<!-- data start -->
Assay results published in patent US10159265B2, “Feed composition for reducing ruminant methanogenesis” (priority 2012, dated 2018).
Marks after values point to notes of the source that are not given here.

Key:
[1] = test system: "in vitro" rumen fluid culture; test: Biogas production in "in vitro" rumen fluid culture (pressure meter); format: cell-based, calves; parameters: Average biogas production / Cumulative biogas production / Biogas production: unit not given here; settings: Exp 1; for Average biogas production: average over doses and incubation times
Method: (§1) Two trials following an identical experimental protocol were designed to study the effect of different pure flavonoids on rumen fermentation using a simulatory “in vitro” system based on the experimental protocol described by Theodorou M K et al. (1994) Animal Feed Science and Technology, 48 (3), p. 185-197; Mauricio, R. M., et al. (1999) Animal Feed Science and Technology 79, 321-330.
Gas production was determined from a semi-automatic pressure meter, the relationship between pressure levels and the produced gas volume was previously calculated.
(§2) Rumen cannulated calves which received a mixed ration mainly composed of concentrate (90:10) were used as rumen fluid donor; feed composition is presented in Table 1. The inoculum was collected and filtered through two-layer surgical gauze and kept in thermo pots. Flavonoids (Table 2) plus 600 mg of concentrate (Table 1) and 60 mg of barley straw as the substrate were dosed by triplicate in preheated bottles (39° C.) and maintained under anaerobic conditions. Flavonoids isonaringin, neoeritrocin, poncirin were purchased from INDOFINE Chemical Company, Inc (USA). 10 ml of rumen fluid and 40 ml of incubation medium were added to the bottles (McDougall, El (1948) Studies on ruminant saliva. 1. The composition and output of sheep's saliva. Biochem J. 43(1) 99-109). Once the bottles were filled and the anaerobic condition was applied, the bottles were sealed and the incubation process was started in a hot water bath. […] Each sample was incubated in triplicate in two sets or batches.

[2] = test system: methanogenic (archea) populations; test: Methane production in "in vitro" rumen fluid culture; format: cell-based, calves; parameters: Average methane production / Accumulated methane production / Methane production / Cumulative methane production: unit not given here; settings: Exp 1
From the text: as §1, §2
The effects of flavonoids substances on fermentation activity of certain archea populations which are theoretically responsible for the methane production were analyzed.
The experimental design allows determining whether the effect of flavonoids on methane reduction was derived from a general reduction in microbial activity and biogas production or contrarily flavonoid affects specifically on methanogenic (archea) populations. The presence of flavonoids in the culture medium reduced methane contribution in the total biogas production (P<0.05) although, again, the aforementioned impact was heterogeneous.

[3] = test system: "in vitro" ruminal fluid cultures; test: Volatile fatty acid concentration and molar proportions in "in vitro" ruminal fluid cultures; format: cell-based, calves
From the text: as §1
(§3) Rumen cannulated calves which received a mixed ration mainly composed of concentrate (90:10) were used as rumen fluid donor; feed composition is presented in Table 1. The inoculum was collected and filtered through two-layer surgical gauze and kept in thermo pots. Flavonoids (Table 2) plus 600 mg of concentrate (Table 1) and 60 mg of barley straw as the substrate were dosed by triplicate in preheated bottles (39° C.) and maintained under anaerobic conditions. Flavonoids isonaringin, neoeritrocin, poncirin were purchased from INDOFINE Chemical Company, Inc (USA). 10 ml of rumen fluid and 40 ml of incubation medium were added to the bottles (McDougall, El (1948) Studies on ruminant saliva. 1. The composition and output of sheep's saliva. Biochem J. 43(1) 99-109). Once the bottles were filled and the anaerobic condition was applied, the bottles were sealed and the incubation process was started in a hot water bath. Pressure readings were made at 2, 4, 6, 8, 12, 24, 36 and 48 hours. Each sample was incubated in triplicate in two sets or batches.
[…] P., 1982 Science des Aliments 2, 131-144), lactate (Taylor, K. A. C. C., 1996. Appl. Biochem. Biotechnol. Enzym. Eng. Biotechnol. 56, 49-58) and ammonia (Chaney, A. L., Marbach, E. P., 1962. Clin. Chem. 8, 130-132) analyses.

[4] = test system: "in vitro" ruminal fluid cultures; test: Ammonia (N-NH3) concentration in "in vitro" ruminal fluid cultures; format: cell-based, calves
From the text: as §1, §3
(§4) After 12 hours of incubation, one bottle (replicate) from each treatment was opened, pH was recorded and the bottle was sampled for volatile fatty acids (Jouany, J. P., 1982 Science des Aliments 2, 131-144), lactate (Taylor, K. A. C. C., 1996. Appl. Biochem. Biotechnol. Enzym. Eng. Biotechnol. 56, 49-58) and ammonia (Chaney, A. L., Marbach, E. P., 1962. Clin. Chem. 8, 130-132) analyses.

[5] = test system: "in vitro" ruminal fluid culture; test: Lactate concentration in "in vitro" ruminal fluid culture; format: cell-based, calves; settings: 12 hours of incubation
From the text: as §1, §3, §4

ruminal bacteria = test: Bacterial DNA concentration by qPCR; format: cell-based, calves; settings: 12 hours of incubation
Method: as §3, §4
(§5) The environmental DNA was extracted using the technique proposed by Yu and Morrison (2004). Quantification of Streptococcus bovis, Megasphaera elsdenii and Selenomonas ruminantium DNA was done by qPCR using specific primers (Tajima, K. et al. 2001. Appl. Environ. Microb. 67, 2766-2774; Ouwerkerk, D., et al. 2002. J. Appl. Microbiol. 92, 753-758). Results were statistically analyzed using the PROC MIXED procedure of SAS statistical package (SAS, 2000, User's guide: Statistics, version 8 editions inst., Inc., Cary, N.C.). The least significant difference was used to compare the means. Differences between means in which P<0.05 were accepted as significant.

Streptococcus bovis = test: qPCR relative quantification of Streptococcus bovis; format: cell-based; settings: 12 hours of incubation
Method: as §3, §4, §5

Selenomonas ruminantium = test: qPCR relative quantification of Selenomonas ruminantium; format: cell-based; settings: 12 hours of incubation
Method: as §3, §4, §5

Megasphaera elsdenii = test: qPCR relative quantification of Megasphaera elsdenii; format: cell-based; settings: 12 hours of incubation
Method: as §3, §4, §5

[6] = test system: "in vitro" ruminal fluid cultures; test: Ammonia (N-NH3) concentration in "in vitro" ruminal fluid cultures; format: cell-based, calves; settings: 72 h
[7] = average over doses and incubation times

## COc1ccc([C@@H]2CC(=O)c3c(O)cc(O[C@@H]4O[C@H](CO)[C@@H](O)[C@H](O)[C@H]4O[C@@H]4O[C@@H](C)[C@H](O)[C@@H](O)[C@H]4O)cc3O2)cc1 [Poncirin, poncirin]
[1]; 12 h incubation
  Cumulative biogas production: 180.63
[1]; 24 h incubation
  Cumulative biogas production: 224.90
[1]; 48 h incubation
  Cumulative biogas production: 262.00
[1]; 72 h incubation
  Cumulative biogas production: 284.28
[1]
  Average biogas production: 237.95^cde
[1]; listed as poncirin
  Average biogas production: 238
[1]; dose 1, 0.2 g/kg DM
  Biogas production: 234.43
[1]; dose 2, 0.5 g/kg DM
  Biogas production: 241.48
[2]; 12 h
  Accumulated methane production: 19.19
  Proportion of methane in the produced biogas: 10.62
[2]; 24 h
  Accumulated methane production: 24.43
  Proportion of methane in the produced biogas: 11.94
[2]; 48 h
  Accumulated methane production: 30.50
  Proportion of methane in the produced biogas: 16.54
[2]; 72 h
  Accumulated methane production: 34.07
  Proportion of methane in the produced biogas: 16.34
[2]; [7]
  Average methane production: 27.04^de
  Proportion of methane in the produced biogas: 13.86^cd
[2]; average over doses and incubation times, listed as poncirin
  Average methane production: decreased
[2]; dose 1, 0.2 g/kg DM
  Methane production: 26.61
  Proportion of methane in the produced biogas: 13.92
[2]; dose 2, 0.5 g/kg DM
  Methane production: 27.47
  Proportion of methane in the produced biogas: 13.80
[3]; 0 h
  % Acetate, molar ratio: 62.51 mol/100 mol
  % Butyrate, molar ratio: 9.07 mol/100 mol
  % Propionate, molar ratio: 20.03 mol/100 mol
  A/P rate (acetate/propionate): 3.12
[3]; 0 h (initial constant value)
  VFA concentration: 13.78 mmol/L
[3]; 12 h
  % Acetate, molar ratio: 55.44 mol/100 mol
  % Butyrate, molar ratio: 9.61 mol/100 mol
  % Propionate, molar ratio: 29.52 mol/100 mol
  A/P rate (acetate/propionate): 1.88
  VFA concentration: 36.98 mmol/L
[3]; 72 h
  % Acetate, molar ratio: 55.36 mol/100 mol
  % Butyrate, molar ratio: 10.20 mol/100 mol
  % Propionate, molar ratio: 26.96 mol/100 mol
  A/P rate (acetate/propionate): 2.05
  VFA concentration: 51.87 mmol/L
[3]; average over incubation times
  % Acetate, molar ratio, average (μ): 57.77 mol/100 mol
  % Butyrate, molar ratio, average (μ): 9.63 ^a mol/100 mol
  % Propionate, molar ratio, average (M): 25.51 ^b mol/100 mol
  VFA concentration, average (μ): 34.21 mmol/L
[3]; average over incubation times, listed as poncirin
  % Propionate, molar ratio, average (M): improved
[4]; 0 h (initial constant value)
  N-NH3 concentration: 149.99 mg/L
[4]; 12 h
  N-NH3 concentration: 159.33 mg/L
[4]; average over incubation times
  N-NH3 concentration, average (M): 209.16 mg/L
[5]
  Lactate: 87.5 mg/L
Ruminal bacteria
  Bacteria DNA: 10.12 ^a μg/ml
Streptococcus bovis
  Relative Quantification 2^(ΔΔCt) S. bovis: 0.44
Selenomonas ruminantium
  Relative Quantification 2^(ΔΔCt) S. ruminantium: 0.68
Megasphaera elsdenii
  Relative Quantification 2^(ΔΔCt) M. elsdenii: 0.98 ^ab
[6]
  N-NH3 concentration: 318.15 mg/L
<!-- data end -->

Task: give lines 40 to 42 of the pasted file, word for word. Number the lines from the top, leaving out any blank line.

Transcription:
  Cumulative biogas production: 284.28
[1]
  Average biogas production: 237.95^cde